Say what you will about the expansive alphabet soup of financial-planning credentials and designations, but new research shows consumers are migrating toward those advisers with letters listed after their names.
"We found that consumers value the designations, and are willing to pay more for advice from credentialed advisers," said Sterling Raskie, a lecturer at the Gies School of Business at the University of Illinois Urbana-Champaign, and co-author of the study published last month.
While the research did not identify which credentials and designations consumers are most drawn to, it did show a growing interest among consumers in advisers who have attained some designations.
"In the financial planning industry, we're not quite there yet as a profession because there are so many different methodologies when it comes to compensation and types of advisers," Mr. Raskie said. "I think consumers are becoming more educated and aware of things like fiduciary duty, and when an adviser sends the signal in terms of a designation, it doesn't take away the due diligence that a consumer should do, but it makes it easier."
As far as which credentials carry the most swagger, it depends on who you ask.
Linda Leitz, co-owner of Peace of Mind Financial Planning, is a certified financial planner, a certified divorce financial analyst and an enrolled agent of the IRS.
"What we're finding more and more, unless you're a CFP there's a big question mark in a lot of consumers' minds," she said. "Those credentials tell people you have the ability and expertise, and a lot more consumers are realizing they have to have a CFP and someone who is acting as a fiduciary."
Tim Holsworth, president of AHP Financial Services, is a CFP, a chartered life underwriter and a chartered financial consultant.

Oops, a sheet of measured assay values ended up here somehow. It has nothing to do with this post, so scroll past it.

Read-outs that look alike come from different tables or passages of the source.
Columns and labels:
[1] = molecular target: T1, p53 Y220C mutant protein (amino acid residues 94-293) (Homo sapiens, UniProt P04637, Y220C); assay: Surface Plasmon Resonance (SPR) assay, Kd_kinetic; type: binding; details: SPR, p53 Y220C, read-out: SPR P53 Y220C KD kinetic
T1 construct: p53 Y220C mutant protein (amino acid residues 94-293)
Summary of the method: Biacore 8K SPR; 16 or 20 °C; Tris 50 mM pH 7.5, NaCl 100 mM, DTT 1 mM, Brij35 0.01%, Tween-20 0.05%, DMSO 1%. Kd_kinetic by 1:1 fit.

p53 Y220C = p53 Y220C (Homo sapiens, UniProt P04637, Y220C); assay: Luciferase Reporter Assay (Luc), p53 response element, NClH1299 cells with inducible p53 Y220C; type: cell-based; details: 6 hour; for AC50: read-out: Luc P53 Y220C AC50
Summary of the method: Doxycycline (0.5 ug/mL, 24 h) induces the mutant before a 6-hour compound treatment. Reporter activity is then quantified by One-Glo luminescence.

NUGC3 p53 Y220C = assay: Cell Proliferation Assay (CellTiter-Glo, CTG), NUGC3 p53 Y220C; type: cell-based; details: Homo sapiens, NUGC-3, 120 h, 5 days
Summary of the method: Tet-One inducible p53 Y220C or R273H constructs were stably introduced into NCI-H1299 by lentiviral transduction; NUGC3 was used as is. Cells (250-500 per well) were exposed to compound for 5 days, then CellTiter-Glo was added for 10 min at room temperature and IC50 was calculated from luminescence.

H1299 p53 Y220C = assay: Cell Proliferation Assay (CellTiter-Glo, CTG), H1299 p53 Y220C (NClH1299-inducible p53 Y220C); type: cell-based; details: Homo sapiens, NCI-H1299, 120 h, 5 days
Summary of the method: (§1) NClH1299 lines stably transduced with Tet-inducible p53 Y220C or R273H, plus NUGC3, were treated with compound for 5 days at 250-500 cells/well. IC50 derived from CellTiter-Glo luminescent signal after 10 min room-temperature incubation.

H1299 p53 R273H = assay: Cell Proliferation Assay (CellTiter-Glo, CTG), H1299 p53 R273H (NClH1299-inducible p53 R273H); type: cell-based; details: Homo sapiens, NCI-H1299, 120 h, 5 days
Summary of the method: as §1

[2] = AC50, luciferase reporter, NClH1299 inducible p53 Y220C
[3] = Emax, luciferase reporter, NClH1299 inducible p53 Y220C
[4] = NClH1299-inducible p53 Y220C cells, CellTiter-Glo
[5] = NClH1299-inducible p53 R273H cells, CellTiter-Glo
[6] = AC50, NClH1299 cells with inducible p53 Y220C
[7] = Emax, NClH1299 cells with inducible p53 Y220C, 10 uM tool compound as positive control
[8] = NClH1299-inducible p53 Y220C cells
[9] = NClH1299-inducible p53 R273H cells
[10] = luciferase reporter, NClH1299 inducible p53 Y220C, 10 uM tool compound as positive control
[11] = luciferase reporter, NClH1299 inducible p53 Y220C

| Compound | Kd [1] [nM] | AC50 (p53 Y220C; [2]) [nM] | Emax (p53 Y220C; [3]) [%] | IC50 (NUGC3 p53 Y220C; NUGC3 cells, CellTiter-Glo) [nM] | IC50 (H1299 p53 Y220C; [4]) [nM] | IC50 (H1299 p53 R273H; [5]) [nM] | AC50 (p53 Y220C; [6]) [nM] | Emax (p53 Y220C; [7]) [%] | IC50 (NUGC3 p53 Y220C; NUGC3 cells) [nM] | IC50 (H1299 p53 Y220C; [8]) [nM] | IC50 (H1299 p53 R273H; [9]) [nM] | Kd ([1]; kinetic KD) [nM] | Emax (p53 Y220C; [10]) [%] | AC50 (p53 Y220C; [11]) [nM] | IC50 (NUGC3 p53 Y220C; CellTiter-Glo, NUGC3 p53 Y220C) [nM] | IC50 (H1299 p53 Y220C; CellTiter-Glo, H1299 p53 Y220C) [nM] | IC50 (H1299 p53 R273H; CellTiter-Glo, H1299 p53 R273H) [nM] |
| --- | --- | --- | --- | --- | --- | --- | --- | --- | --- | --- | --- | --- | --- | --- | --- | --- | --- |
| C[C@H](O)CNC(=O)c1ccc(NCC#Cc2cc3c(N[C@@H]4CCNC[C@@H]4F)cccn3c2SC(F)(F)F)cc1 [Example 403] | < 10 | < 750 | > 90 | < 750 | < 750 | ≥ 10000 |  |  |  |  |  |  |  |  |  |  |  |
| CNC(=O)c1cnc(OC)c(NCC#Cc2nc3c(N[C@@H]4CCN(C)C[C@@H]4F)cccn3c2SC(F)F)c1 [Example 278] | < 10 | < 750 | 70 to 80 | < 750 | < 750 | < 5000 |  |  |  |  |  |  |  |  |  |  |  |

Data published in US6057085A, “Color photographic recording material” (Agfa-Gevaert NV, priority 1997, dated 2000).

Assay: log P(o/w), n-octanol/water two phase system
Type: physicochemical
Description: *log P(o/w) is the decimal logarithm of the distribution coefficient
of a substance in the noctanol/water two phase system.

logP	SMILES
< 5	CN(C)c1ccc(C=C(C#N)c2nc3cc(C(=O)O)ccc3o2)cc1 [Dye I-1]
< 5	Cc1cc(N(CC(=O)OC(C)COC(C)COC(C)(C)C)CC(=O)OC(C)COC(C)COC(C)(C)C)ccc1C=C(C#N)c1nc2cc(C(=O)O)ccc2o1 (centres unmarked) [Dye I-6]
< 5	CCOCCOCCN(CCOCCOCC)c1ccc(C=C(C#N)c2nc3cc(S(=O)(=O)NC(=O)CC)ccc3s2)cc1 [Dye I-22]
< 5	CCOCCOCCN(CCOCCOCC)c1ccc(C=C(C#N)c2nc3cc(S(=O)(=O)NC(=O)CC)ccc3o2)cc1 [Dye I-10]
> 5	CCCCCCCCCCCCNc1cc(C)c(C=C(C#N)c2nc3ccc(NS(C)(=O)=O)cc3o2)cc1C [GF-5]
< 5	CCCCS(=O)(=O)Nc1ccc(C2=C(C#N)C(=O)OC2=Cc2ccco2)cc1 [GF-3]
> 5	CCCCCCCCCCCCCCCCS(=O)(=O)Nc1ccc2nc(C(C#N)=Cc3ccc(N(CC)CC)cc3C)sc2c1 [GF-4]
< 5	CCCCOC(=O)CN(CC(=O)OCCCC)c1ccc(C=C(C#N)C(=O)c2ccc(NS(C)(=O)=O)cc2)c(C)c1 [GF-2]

"It's all about credibility, I believe," he said. "I also believe many, many registered people do a terrible job managing assets. And I believe several designations are complete garbage."
For consumers what are paying attention, or trying to figure it all out, the industry does not make it easy.
The Financial Industry Regulatory Authority lists 184 designations on its website, ranging from accredited adviser in insurance to wealth management specialist.
In that mix, you'll also find such vague designations as global financial steward, master certified estate planner and qualified financial planner.
"I think clients should look for a CFP, but I don't know if they do or not," said Mr. Holsworth. "It's easier to market yourself as a planner with an actual demonstration of competence, but I don't think clients insist on it as much as they should."
Rose Swanger, president of Advise Finance, is a CFP, retirement income certified professional, certified divorce financial analyst and an enrolled agent of the IRS.
But even with such credentials, Ms. Swanger is not convinced of the value of designations.
"Clients value your personality, charisma and trustworthiness more than the knowledge," she said. "Having said that, without the knowledge and specialty training to back it up, the warm fuzzy feeling doesn't last long because ultimately all clients demand results."
Paul Schatz, president of Heritage Capital, has been in the business for 30 years and is only now coming around to the notion that consumers might be paying attention to designations.
"I'm not a big designation person, which is probably the main reason I have not committed to earning any," he said. "It just hasn't mattered, as far as I can tell, although I would imagine some prospects saw that I did not carry a designation and perhaps wouldn't even interview me."
Proving that times are changing, Mr. Schatz added that "there's a chance I will study for the certified fiduciary designation, as I do believe that can help."